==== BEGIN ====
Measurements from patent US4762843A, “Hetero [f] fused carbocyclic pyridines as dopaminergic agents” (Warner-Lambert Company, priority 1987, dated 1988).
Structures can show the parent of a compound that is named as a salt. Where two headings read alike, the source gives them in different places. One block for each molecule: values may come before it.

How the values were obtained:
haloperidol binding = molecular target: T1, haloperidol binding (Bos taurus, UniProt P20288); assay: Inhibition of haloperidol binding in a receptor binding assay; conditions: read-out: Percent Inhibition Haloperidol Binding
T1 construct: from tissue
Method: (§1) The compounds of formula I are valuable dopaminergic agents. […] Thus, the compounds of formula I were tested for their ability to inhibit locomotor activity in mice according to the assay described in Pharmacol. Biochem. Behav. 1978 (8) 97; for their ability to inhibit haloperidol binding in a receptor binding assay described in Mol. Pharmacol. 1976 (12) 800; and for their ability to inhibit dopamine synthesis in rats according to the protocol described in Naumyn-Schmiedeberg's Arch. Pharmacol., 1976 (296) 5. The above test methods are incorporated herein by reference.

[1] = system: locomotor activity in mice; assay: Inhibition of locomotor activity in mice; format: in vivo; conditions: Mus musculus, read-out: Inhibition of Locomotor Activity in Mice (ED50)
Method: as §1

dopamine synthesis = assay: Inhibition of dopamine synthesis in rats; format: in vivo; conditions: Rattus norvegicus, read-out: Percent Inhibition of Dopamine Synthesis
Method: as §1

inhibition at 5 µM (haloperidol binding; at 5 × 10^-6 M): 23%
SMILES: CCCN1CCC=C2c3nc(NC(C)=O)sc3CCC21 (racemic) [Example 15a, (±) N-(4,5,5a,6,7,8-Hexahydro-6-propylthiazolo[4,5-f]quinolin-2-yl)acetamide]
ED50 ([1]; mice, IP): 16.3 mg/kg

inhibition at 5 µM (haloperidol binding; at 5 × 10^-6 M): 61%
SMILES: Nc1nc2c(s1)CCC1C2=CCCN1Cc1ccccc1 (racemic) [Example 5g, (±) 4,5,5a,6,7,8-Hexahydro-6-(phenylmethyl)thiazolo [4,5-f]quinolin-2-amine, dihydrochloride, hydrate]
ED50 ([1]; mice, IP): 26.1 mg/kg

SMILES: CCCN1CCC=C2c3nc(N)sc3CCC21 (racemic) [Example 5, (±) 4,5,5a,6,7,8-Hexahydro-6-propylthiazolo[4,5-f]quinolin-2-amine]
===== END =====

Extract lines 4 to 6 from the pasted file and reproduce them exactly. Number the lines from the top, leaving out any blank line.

haloperidol binding = molecular target: T1, haloperidol binding (Bos taurus, UniProt P20288); assay: Inhibition of haloperidol binding in a receptor binding assay; conditions: read-out: Percent Inhibition Haloperidol Binding
T1 construct: from tissue
Method: (§1) The compounds of formula I are valuable dopaminergic agents. […] Thus, the compounds of formula I were tested for their ability to inhibit locomotor activity in mice according to the assay described in Pharmacol. Biochem. Behav. 1978 (8) 97; for their ability to inhibit haloperidol binding in a receptor binding assay described in Mol. Pharmacol. 1976 (12) 800; and for their ability to inhibit dopamine synthesis in rats according to the protocol described in Naumyn-Schmiedeberg's Arch. Pharmacol., 1976 (296) 5. The above test methods are incorporated herein by reference.